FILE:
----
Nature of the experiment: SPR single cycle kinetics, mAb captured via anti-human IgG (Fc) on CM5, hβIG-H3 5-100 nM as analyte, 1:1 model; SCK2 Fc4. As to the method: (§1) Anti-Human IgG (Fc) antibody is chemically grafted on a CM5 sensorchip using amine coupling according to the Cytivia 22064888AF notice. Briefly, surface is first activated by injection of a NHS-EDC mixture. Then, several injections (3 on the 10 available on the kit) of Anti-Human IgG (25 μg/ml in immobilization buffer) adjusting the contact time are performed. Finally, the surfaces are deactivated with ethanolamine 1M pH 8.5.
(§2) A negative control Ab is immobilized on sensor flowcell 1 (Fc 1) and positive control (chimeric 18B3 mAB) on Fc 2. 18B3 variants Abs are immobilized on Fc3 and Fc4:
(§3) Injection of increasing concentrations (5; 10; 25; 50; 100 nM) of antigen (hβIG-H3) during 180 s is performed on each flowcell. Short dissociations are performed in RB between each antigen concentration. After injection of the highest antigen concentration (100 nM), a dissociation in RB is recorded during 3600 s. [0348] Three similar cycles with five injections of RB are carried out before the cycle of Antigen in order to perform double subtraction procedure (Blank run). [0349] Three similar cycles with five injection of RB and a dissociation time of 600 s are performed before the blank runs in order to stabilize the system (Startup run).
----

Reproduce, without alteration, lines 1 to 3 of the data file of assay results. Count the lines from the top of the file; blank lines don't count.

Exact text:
Nature of the experiment: SPR single cycle kinetics, mAb captured via anti-human IgG (Fc) on CM5, hβIG-H3 5-100 nM as analyte, 1:1 model; SCK2 Fc4. As to the method: (§1) Anti-Human IgG (Fc) antibody is chemically grafted on a CM5 sensorchip using amine coupling according to the Cytivia 22064888AF notice. Briefly, surface is first activated by injection of a NHS-EDC mixture. Then, several injections (3 on the 10 available on the kit) of Anti-Human IgG (25 μg/ml in immobilization buffer) adjusting the contact time are performed. Finally, the surfaces are deactivated with ethanolamine 1M pH 8.5.
(§2) A negative control Ab is immobilized on sensor flowcell 1 (Fc 1) and positive control (chimeric 18B3 mAB) on Fc 2. 18B3 variants Abs are immobilized on Fc3 and Fc4:
(§3) Injection of increasing concentrations (5; 10; 25; 50; 100 nM) of antigen (hβIG-H3) during 180 s is performed on each flowcell. Short dissociations are performed in RB between each antigen concentration. After injection of the highest antigen concentration (100 nM), a dissociation in RB is recorded during 3600 s. [0348] Three similar cycles with five injections of RB are carried out before the cycle of Antigen in order to perform double subtraction procedure (Blank run). [0349] Three similar cycles with five injection of RB and a dissociation time of 600 s are performed before the blank runs in order to stabilize the system (Startup run).